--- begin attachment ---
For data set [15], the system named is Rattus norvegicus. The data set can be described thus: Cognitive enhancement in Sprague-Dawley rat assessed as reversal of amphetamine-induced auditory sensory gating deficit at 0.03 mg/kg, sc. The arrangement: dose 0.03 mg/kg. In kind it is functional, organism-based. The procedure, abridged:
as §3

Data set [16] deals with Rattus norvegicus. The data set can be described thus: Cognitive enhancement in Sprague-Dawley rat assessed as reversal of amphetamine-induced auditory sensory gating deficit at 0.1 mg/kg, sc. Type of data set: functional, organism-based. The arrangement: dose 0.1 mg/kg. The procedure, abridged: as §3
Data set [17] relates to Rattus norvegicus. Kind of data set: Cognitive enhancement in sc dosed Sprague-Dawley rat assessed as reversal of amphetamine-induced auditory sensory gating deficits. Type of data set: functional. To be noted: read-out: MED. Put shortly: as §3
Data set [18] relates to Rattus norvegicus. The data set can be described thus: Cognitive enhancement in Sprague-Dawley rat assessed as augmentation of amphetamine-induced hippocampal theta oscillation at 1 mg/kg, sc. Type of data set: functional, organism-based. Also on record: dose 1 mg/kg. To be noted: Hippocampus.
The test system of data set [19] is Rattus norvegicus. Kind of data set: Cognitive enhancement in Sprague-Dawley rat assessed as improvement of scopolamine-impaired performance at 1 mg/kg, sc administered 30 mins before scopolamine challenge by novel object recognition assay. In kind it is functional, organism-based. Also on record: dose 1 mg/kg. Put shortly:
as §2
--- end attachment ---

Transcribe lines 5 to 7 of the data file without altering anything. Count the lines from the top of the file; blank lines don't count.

Data set [18] relates to Rattus norvegicus. The data set can be described thus: Cognitive enhancement in Sprague-Dawley rat assessed as augmentation of amphetamine-induced hippocampal theta oscillation at 1 mg/kg, sc. Type of data set: functional, organism-based. Also on record: dose 1 mg/kg. To be noted: Hippocampus.
The test system of data set [19] is Rattus norvegicus. Kind of data set: Cognitive enhancement in Sprague-Dawley rat assessed as improvement of scopolamine-impaired performance at 1 mg/kg, sc administered 30 mins before scopolamine challenge by novel object recognition assay. In kind it is functional, organism-based. Also on record: dose 1 mg/kg. Put shortly:
as §2